Trial starts for Delaware man, others accused of trying to kidnap Michigan governor

The governor of Michigan, Gretchen Whitmer

In a photo provided by the Michigan Office of the Governor, Michigan Gov. Gretchen Whitmer addresses the state during a speech in Lansing, Mich., Thursday, Oct. 8, 2020. (Michigan Office of the Governor via AP)

Barry Croft was arrested at his Delaware home in October 2020 on charges stemming from a plot to kidnap and kill Michigan Governor Gretchen Whitmer. According to FBI charging documents, the group of men saw Whitmer as leading a government that was violating the U.S. Constitution following restrictions put in place in the early months of the COVID-19 pandemic.

In the summer of 2020, the federal arrest affidavit says, Croft met with more than a dozen others from several states in Dublin, Ohio to talk about “creating a society” that followed the U.S. Bill of Rights, and where they could be self-sufficient. The group discussed ways to accomplish their mission, “from peaceful endeavors to violent actions,’’ the complaint said.

A confidential FBI informant who recorded the meeting was among those in attendance.

Speaking in a January interview on YouTube, Croft denied conspiring to kidnap Whitmer and said federal informants were to blame. The video was posted by The Free Men Report, a group that describes themselves as “pro-liberty activists” who discuss “how to be politically feared, and how to effect political change.”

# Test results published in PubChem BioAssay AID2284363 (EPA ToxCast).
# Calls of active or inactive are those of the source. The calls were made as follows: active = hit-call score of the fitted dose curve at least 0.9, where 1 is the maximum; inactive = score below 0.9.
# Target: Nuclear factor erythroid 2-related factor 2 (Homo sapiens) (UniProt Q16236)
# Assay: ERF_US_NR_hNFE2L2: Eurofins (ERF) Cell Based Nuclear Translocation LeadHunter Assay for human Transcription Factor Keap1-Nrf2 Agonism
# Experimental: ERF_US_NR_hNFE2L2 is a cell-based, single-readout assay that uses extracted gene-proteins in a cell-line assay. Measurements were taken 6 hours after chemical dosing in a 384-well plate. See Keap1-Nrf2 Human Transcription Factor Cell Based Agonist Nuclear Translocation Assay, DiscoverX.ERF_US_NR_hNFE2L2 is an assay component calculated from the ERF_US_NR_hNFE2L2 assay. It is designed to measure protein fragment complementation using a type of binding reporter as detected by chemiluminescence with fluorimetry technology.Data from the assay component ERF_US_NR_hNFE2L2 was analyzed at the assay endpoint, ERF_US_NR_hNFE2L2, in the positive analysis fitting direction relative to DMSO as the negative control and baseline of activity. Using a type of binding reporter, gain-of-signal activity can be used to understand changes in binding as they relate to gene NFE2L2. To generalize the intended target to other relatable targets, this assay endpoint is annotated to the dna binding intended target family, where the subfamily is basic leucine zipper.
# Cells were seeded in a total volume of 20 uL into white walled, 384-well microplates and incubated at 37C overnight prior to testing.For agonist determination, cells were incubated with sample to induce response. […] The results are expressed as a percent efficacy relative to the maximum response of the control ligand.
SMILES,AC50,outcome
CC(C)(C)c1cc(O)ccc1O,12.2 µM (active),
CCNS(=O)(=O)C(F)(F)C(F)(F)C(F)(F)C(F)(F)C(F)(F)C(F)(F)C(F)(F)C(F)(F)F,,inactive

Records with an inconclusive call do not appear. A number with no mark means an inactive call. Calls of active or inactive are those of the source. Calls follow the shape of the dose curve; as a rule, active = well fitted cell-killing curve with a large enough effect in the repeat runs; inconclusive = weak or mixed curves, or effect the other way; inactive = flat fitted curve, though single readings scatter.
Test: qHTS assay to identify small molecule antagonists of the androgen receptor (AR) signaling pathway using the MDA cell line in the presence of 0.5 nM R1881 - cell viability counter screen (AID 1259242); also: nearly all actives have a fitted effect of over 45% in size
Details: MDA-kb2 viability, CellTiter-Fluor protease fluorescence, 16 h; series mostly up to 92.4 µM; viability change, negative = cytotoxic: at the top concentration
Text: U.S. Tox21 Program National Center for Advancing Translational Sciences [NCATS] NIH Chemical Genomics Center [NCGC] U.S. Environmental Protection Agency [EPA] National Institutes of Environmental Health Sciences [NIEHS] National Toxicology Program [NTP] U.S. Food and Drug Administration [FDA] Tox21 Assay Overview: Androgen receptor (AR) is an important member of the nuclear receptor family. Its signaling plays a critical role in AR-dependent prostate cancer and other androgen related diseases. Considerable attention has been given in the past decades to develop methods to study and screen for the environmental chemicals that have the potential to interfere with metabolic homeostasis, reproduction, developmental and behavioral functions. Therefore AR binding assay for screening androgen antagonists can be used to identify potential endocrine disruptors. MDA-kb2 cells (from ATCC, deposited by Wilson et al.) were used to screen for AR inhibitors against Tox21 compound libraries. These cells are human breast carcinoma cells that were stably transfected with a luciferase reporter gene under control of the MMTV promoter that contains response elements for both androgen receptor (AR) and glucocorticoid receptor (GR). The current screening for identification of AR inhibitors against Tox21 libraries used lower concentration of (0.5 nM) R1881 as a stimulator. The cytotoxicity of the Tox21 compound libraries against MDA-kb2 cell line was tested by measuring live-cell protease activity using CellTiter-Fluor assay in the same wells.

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“Nobody really conspired to do this thing they’re accusing us of,” Croft said in the January interview from Newaygo County Jail in White Cloud, Michigan. “It was more the informants who conspired amongst each other to set this up.”

Croft and others are also accused of attending what authorities called a “field training exercise’’ in early July in Wisconsin. Croft and a militia member “attempted to construct an improvised explosive device [IED], using black powder, balloons, a fuse, and BBs for shrapnel,” and another device using similar components, the affidavit said.

Neither device detonated, however, according to the affidavit, which relied on video provided by an informant.

“I really hope that the facts are allowed to be brought out at trial because the government is really fighting hard to keep the facts out of trial,” Croft said in the January interview. “It shows not only that the informants built the whole entire criminal enterprise, but that they gave instructions to people who were otherwise unknowing what was going on behind the scenes. It’s really a messy ordeal.”

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When U.S. District Magistrate Judge Sally Berens denied bond for Croft last year, she described him as “probably the most committed violent extremist” of those accused in the Whitmer kidnapping plot. She ruled that giving Croft Jr. bond would be too much of a risk to the community.

Jury selection begins today in Michigan for Croft and four co-defendants.

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